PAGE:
Modern America and the Legacy of the Founding
This is the third and final volume in the series on American political thought edited by Ronald J. Pestritto and Thomas G. West. The book addresses how the major themes in American political thought_identified in the first two books of the series_have played out in the world of modern American politics. The first volume focused on the founding era, and examined the prevalence of social-compact theory among the founders and implications of that theory for the design of American institutions. The second volume examined the major challenges that nineteenth-century thought posed to the political ideas of the founding, and suggested that these challenges created tensions that would significantly affect the development of American politics in the twentieth century and beyond. In Modern America and the Legacy of the Founding, the authors address these fundamental tensions: how does modern America resolve the inherent conflict between the original constitutional order and the challenges posed by modern liberalism? The authors look at the contemporary effects of this fundamental tension on questions of foreign policy and domestic policy, and on questions of our national political institutions and the ideas that shape them today.
Comentarios de la gente - Escribir un comentario
No encontramos ningún comentario en los lugares habituales.
Otras ediciones - Ver todas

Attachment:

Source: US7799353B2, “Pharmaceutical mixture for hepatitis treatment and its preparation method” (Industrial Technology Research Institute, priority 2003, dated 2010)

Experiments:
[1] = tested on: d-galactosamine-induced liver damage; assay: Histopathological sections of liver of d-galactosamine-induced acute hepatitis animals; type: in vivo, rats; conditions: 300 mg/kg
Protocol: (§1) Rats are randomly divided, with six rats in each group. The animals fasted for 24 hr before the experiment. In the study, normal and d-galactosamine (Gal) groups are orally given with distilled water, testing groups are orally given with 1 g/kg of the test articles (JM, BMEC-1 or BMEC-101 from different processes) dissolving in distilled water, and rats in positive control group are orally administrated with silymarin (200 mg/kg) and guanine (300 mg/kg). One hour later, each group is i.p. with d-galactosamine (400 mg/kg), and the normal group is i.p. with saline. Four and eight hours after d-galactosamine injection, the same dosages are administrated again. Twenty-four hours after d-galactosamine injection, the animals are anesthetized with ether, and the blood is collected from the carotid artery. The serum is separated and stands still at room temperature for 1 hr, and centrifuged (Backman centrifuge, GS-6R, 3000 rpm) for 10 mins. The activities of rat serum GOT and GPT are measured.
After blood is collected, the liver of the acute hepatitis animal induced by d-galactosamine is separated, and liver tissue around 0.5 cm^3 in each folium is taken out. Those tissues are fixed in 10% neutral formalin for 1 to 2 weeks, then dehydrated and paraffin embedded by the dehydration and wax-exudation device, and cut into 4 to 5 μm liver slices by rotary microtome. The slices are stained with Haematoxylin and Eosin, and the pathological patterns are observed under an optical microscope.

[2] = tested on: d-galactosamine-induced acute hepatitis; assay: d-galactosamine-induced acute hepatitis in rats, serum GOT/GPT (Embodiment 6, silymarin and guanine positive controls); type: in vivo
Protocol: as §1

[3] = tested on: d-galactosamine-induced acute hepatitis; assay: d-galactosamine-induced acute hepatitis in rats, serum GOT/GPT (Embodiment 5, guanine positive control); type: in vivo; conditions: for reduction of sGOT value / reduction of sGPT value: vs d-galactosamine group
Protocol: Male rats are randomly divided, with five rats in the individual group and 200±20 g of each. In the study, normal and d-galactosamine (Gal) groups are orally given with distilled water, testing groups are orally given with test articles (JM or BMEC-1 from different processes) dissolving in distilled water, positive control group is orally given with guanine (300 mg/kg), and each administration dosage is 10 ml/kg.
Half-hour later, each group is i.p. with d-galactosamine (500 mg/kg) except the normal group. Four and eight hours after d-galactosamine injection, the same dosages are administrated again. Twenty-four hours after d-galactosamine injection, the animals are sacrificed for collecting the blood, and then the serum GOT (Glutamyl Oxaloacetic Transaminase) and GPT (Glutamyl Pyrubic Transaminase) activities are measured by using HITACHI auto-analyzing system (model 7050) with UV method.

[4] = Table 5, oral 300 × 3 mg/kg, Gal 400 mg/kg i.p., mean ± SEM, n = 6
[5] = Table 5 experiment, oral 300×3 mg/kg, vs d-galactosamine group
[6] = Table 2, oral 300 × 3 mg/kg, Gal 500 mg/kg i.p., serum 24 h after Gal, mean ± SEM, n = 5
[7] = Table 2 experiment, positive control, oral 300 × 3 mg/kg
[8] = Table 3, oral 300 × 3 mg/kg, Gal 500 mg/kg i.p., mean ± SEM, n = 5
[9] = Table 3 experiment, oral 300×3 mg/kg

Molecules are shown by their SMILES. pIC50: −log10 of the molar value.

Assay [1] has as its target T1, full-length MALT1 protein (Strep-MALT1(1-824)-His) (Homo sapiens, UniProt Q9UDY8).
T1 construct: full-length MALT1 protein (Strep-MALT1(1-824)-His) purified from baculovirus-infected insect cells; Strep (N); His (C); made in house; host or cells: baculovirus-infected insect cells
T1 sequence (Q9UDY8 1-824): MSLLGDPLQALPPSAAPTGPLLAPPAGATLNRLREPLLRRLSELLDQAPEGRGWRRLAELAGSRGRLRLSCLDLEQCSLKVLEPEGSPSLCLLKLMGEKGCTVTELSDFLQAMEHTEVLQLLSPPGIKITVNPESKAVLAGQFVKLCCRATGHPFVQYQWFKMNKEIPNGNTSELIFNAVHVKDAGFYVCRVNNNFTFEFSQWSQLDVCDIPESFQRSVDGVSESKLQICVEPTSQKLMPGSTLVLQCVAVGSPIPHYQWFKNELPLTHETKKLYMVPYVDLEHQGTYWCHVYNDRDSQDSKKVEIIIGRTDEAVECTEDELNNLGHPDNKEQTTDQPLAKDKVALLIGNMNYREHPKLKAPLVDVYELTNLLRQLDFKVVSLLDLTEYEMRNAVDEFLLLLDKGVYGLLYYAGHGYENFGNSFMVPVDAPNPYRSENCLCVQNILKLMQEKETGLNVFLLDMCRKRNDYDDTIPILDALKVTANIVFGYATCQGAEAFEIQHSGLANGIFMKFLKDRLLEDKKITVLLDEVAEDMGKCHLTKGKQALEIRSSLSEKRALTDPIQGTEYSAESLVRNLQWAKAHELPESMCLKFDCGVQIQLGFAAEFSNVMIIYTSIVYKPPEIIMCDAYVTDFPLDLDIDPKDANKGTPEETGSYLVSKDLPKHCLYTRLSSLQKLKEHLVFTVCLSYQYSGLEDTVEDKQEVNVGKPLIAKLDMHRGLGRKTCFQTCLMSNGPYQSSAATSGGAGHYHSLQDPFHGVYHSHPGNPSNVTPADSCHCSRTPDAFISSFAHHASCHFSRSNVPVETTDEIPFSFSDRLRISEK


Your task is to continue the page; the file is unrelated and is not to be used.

according action Address administration agencies American American political argued argument authority become believed Brownlow Bush called cause century citizens civil claims commerce common concept concern Congress conservative Constitution Court created Deal defend democracy democratic Dewey doctrine duty economic effect elections establish example executive federal Federalist force foreign policy foundation Founders Founding freedom Hamilton History human idea important Independence individual influence institutions interest interpretation James John justice leading least legislative less liberal liberty limited living Locke Madison majority means ment moral nation nature necessary notes original particular party peace political political science practical President Press prevent principles problem Progressive public opinion question reason regime Republican requires responsible separation social society Study theory thought threats tion tradition truth understanding understood United University Wilson York